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Luke 4: 1-13

I propose a biblical analysis with the following steps: a study of each Greek word of the gospel passage, followed by an analysis of the structure of the narrative and its context, to which is added a comparison of parallel or similar passages. At the end of this analysis and as a conclusion, I propose to summarize what the evangelist meant, and I end up with some suggestions on how this Gospel could shed light on our current situation.


 


  1. Translation of the Greek text (28th edition of Kurt Aland)

    Greek textTransliterated Greek textLiteral translationTranslation in current language
    1 Ἰησοῦς δὲ πλήρης πνεύματος ἁγίου ὑπέστρεψεν ἀπὸ τοῦ Ἰορδάνου καὶ ἤγετο ἐν τῷ πνεύματι ἐν τῇ ἐρήμῳ1 Iēsous de plērēs pneumatos hagiou hypestrepsen apo tou Iordanou kai ēgeto en tō pneumati en tē erēmō1 Then, Jesus, full of holy spirit, returned from the Jordan and was led in the spirit in the wilderness,1 Inhabited by the Spirit of God, Jesus returned from the Jordan to be led to an uninhabited place by the Spirit and
    2 ἡμέρας τεσσεράκοντα πειραζόμενος ὑπὸ τοῦ διαβόλου. Καὶ οὐκ ἔφαγεν οὐδὲν ἐν ταῖς ἡμέραις ἐκείναις καὶ συντελεσθεισῶν αὐτῶν ἐπείνασεν2 hēmeras tesserakonta peirazomenos hypo tou diabolou. Kai ouk ephagen ouden en tais hēmerais ekeinais kai syntelestheisōn autōn epeinasen.2 forty days being tested by the devil. And he ate nothing in those days and having been completed he got hungry.2 to undergo for forty days the trial of the adverse desires, and he remained fasting all this time, so that in the end he was hungry.
    3 εἶπεν δὲ αὐτῷ ὁ διάβολος• εἰ υἱὸς εἶ τοῦ θεοῦ, εἰπὲ τῷ λίθῳ τούτῳ ἵνα γένηται ἄρτος.3 eipen de autō ho diabolos• ei huios ei tou theou, eipe tō lithō toutō hina genētai artos.3 Then, said to him the devil, if son you are of the God, say to this stone so that it would become bread.3 One of the adverse desire said, "If God is with you, order this stone to become bread.
    4 καὶ ἀπεκρίθη πρὸς αὐτὸν ὁ Ἰησοῦς• γέγραπται ὅτι οὐκ ἐπʼ ἄρτῳ μόνῳ ζήσεται ὁ ἄνθρωπος.4 kai apekrithē pros auton ho Iēsous• gegraptai hoti ouk ep' artō monō zēsetai ho anthrōpos.4 And answered towards him the Jesus, it has been written that not on bread alone shall live the man.4 Jesus replied, "It is written in the Bible, 'The person must not live by bread alone'."
    5 Καὶ ἀναγαγὼν αὐτὸν ἔδειξεν αὐτῷ πάσας τὰς βασιλείας τῆς οἰκουμένης ἐν στιγμῇ χρόνου5 Kai anagagōn auton edeixen autō pasas tas basileias tēs oikoumenēs en stigmē chronou5 And having led up him, he showed him all the kingdoms of the universe in a moment of time5 Lifting him up to see at a glance all the kingdoms of the universe,
    6 καὶ εἶπεν αὐτῷ ὁ διάβολος• σοὶ δώσω τὴν ἐξουσίαν ταύτην ἅπασαν καὶ τὴν δόξαν αὐτῶν, ὅτι ἐμοὶ παραδέδοται καὶ ᾧ ἐὰν θέλω δίδωμι αὐτήν•6 kai eipen autō ho diabolos• soi dōsō tēn exousian tautēn hapasan kai tēn doxan autōn, hoti emoi paradedotai kai hō ean thelō didōmi autēn•6 and said to him the devil, to you I will give all this authority and the glory of them, for to me it has been delivered, and to whom if I would wish I give it.6 another adverse desire says to him, "I will give you all this power and the fame that comes with it, because I control all this and I can dole it out according to my pleasure.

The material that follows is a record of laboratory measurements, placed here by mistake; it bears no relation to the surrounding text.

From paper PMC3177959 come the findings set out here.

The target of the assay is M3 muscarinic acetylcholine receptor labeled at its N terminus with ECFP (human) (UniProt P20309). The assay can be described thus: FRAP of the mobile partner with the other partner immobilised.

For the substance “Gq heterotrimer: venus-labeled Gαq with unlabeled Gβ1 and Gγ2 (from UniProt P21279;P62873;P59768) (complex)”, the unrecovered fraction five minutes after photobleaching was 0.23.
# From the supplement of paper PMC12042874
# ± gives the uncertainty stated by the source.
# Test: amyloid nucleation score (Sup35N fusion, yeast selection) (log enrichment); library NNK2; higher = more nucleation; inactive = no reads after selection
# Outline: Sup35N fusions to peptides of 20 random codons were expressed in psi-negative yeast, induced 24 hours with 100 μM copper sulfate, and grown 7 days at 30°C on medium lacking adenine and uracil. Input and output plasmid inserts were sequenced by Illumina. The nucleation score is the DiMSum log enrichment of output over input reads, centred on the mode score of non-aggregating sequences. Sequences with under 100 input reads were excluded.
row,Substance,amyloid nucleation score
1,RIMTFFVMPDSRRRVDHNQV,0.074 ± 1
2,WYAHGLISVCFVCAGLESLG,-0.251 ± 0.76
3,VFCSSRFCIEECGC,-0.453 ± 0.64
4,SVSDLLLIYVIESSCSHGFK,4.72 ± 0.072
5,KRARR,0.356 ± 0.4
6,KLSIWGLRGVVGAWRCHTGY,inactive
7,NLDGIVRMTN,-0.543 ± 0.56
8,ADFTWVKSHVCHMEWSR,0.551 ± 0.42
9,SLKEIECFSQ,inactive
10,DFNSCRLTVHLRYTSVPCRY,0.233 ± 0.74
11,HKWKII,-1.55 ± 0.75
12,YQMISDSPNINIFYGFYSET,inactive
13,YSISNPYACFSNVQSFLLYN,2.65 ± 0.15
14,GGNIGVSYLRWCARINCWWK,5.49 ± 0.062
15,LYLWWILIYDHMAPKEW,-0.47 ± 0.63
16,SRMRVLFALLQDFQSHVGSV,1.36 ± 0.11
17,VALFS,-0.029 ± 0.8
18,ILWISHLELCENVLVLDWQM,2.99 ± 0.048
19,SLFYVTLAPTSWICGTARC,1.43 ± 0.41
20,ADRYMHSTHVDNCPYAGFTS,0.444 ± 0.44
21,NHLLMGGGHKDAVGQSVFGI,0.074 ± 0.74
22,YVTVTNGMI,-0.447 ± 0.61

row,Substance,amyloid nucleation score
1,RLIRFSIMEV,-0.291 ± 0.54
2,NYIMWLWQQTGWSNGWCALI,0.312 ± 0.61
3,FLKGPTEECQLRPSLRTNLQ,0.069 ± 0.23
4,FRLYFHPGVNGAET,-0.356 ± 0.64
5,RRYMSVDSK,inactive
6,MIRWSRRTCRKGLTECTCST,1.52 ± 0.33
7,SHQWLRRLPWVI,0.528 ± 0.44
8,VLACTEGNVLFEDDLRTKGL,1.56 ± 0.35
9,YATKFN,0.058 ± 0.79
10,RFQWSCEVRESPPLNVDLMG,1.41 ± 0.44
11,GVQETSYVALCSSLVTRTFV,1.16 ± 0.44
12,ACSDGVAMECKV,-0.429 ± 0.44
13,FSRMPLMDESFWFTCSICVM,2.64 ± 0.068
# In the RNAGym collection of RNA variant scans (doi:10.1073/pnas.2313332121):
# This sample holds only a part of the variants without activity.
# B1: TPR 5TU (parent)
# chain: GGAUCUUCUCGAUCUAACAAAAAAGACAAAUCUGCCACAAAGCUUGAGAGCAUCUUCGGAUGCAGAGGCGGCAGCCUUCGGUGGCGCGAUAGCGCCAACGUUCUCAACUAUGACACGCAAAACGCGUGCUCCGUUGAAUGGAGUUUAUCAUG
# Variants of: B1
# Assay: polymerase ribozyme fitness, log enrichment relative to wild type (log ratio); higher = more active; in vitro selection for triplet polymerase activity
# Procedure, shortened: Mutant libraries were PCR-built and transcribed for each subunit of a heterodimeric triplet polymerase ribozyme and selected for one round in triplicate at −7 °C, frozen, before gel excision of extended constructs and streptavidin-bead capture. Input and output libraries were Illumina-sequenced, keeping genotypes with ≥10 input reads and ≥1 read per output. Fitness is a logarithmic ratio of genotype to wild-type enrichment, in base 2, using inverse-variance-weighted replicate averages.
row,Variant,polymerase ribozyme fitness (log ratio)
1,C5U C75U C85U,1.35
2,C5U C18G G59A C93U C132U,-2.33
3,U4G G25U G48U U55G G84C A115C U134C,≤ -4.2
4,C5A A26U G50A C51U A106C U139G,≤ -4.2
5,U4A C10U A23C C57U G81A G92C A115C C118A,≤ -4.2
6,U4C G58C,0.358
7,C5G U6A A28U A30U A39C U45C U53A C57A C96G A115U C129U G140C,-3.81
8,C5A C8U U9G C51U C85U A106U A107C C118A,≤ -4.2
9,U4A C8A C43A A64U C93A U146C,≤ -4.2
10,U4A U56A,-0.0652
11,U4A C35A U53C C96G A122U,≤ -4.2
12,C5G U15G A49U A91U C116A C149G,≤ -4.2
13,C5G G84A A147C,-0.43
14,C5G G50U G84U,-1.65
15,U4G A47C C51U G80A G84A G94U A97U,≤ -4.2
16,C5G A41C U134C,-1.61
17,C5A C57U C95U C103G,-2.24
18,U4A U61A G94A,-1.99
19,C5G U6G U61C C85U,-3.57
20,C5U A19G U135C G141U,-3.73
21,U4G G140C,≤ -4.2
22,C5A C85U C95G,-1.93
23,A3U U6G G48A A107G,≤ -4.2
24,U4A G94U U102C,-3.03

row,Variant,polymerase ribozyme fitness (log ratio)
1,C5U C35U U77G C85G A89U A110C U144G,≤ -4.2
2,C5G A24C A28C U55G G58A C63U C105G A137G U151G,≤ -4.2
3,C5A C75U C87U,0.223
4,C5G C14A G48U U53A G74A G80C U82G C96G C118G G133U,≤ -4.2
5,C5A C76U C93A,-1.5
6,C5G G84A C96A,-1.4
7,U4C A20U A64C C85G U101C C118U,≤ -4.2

7 σὺ οὖν ἐὰν προσκυνήσῃς ἐνώπιον ἐμοῦ, ἔσται σοῦ πᾶσα.7 sy oun ean proskynēsēs enōpion emou, estai sou pasa.7 Therefore, you, if you would kneel before me, will be yours all.7 And if you become my slave, all these kingdoms are yours".
    8 καὶ ἀποκριθεὶς ὁ Ἰησοῦς εἶπεν αὐτῷ• γέγραπται• κύριον τὸν θεόν σου προσκυνήσεις καὶ αὐτῷ μόνῳ λατρεύσεις.8 kai apokritheis ho Iēsous eipen autō• gegraptai• kyrion ton theon sou proskynēseis kai autō monō latreuseis.8 And having answered the Jesus, he said to him, it has been written you will kneel down (before) Lord the God of you and him alone you shall worship,8 Jesus answered him, saying, "It is written in the Bible, 'You shall make obeisance to the Lord your God, and you will cleave to him only.'"
    9 Ἤγαγεν δὲ αὐτὸν εἰς Ἰερουσαλὴμ καὶ ἔστησεν ἐπὶ τὸ πτερύγιον τοῦ ἱεροῦ καὶ εἶπεν αὐτῷ• εἰ υἱὸς εἶ τοῦ θεοῦ, βάλε σεαυτὸν ἐντεῦθεν κάτω•9 Ēgagen de auton eis Ierousalēm kai estēsen epi to pterygion tou hierou kai eipen autō• ei huios ei tou theou, bale seauton enteuthen katō•9 Then, he led him into Jerusalem and stood upon the pinnacle of the temple and said to him, if son you are of the God, throw yourself from here down,9 Another adverse desire then takes him to Jerusalem, standing on the top of the Temple, and says to him, "If God is with you, throw yourself down.
    10 γέγραπται γὰρ ὅτι τοῖς ἀγγέλοις αὐτοῦ ἐντελεῖται περὶ σοῦ τοῦ διαφυλάξαι σε10 gegraptai gar hoti tois angelois autou enteleitai peri sou tou diaphylaxai se10 for it has been written, to the angels of him he will give orders concerning you to take care of you,10 For it is written in the Bible, He will charge his messengers to protect you,